City rejects PGA Tour’s bid for fungicide use at Harding 

The City is standing its ground against the use of fungicides and pesticides at multimillion-dollar Harding Park Golf Course, home of the prestigious 2009 Presidents Cup, as the PGA Tour tees up for the international tournament.

The PGA is pressuring the eco-friendly San Francisco Recreation and Park Department, which oversees the 18-hole public course adjacent to Lake Merced, to use toxins to prevent outbreaks of mold that damage turf.

In a Feb. 20 letter to the Recreation and Park Department, the PGA Tour’s director of agronomy, Paul Vermeulen, encouraged the use of fungicide that The City banned in 1996 to reduce the use of toxins on city-controlled properties, said Chris Geiger, the pest management coordinator with the Department of Environment.

As a result of the 1996 ordinance, San Francisco has rid itself of some of the more toxic chemicals it formerly used, such as a component of Agent Orange, a herbicide used during the Vietnam War to kill plant life that offered cover, and reduced its use of products such as plant killer Roundup by 80 percent, Geiger said.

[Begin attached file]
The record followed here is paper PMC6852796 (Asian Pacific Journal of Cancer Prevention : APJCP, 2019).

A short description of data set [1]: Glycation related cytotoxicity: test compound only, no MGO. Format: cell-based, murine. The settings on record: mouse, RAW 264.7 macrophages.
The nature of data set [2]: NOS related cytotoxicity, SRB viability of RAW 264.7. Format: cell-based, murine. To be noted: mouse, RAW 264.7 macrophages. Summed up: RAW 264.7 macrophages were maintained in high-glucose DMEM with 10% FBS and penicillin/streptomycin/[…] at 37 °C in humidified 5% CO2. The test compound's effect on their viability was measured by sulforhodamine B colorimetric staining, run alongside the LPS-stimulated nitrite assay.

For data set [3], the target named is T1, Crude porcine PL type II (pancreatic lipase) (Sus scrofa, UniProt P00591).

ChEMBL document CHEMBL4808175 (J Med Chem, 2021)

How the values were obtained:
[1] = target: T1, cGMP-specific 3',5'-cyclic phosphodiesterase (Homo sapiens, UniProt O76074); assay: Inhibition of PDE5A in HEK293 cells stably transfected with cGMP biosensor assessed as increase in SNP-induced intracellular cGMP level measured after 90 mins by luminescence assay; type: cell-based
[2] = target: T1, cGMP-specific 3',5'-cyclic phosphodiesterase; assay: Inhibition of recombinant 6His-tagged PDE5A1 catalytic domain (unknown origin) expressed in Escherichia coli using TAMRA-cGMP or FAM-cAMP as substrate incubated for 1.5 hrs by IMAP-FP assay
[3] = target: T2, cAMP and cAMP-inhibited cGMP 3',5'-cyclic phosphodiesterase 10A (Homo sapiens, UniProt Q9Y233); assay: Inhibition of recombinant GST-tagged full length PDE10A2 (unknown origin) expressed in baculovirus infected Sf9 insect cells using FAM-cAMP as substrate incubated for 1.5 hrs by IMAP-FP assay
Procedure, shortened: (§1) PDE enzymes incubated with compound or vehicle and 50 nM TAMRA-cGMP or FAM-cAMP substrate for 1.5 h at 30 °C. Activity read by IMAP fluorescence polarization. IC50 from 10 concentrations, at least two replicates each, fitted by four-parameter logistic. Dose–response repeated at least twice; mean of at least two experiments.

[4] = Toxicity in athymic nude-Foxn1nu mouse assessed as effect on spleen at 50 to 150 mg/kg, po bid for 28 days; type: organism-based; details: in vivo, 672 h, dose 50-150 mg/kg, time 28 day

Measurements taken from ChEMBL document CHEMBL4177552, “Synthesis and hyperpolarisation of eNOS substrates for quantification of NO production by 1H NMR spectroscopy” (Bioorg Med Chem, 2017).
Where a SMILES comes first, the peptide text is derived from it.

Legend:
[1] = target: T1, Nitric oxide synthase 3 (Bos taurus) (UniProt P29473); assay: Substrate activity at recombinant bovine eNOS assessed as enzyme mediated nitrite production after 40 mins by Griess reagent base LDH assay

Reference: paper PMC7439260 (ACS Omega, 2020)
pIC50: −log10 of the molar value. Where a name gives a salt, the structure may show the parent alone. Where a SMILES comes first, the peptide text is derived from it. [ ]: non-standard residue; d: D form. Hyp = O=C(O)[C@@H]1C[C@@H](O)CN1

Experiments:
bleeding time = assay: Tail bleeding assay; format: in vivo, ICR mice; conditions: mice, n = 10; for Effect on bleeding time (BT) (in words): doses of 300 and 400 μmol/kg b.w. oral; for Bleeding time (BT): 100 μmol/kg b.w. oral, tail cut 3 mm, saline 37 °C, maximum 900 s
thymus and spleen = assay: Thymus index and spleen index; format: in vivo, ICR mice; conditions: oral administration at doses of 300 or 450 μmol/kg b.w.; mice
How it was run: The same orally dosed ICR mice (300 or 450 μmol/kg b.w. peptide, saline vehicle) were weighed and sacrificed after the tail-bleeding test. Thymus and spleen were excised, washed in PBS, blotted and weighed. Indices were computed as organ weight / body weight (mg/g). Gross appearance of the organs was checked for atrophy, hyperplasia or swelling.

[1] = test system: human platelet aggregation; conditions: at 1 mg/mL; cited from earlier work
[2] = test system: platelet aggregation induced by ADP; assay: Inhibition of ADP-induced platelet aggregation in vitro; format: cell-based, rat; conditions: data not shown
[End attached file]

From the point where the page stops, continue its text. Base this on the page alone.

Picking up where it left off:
Harding Park underwent a $23 million renovation that was completed five years ago to bring the course up to PGA standards in order to attract national and international players to The City.

The Presidents Cup, which will be held October 2009, pits 12 top American golfers against a team from around the world, excluding Europe.

It will be broadcast to more than 500 million homes in more than 200 countries, according to the PGA, and is expected to give San Francisco’s top industry — tourism — a bottom-line boost.

The event will be the second major international tournament to be played at the renovated Harding, which was also the course chosen for the WGC-American Express Championship in October 2005.

Geiger said the letter was part of an ongoing dialogue between the PGA and city representatives that also occurred when the American Express Championship came to town.

"They also have their own way of doing things," Geiger said. "We have to familiarize them with the restrictions they’re working under in San Francisco," he said.

Geiger said he expected more recommendations to come from the PGA, including herbicide usage to remove English daisies on the course.

Rose Dennis, spokeswoman for the Recreation and Park Department, said the PGA came to an agreement with The City and that department officials were"confident" city policies would be honored by the PGA.

dsmith@examiner.com

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